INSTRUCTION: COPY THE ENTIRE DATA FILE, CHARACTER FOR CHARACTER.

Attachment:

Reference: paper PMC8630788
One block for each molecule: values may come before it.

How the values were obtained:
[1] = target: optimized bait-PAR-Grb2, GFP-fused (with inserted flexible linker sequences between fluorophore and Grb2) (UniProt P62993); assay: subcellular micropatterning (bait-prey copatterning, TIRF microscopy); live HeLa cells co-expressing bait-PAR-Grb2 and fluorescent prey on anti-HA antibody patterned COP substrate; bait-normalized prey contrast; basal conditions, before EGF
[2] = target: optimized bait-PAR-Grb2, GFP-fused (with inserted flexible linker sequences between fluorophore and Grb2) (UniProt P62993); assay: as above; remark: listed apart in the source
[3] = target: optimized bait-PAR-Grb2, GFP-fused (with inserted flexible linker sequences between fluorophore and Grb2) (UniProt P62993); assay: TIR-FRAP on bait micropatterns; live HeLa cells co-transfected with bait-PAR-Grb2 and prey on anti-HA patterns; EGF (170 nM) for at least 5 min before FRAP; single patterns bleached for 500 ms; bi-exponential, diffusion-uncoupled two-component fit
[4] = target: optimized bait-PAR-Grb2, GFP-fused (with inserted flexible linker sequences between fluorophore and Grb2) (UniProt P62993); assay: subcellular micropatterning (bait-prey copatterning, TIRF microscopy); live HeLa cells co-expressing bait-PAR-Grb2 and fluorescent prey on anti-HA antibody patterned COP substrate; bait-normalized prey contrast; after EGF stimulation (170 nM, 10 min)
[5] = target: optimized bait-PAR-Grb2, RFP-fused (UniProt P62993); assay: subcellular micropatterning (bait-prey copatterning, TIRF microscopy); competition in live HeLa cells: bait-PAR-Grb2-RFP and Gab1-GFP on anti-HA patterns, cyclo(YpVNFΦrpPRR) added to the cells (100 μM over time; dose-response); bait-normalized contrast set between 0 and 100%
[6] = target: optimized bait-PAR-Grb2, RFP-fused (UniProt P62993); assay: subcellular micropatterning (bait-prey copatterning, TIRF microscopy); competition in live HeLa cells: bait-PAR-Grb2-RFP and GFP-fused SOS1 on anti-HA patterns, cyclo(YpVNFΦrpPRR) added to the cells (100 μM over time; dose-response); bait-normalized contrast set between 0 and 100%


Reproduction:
Reference: paper PMC8630788
One block for each molecule: values may come before it.

How the values were obtained:
[1] = target: optimized bait-PAR-Grb2, GFP-fused (with inserted flexible linker sequences between fluorophore and Grb2) (UniProt P62993); assay: subcellular micropatterning (bait-prey copatterning, TIRF microscopy); live HeLa cells co-expressing bait-PAR-Grb2 and fluorescent prey on anti-HA antibody patterned COP substrate; bait-normalized prey contrast; basal conditions, before EGF
[2] = target: optimized bait-PAR-Grb2, GFP-fused (with inserted flexible linker sequences between fluorophore and Grb2) (UniProt P62993); assay: as above; remark: listed apart in the source
[3] = target: optimized bait-PAR-Grb2, GFP-fused (with inserted flexible linker sequences between fluorophore and Grb2) (UniProt P62993); assay: TIR-FRAP on bait micropatterns; live HeLa cells co-transfected with bait-PAR-Grb2 and prey on anti-HA patterns; EGF (170 nM) for at least 5 min before FRAP; single patterns bleached for 500 ms; bi-exponential, diffusion-uncoupled two-component fit
[4] = target: optimized bait-PAR-Grb2, GFP-fused (with inserted flexible linker sequences between fluorophore and Grb2) (UniProt P62993); assay: subcellular micropatterning (bait-prey copatterning, TIRF microscopy); live HeLa cells co-expressing bait-PAR-Grb2 and fluorescent prey on anti-HA antibody patterned COP substrate; bait-normalized prey contrast; after EGF stimulation (170 nM, 10 min)
[5] = target: optimized bait-PAR-Grb2, RFP-fused (UniProt P62993); assay: subcellular micropatterning (bait-prey copatterning, TIRF microscopy); competition in live HeLa cells: bait-PAR-Grb2-RFP and Gab1-GFP on anti-HA patterns, cyclo(YpVNFΦrpPRR) added to the cells (100 μM over time; dose-response); bait-normalized contrast set between 0 and 100%
[6] = target: optimized bait-PAR-Grb2, RFP-fused (UniProt P62993); assay: subcellular micropatterning (bait-prey copatterning, TIRF microscopy); competition in live HeLa cells: bait-PAR-Grb2-RFP and GFP-fused SOS1 on anti-HA patterns, cyclo(YpVNFΦrpPRR) added to the cells (100 μM over time; dose-response); bait-normalized contrast set between 0 and 100%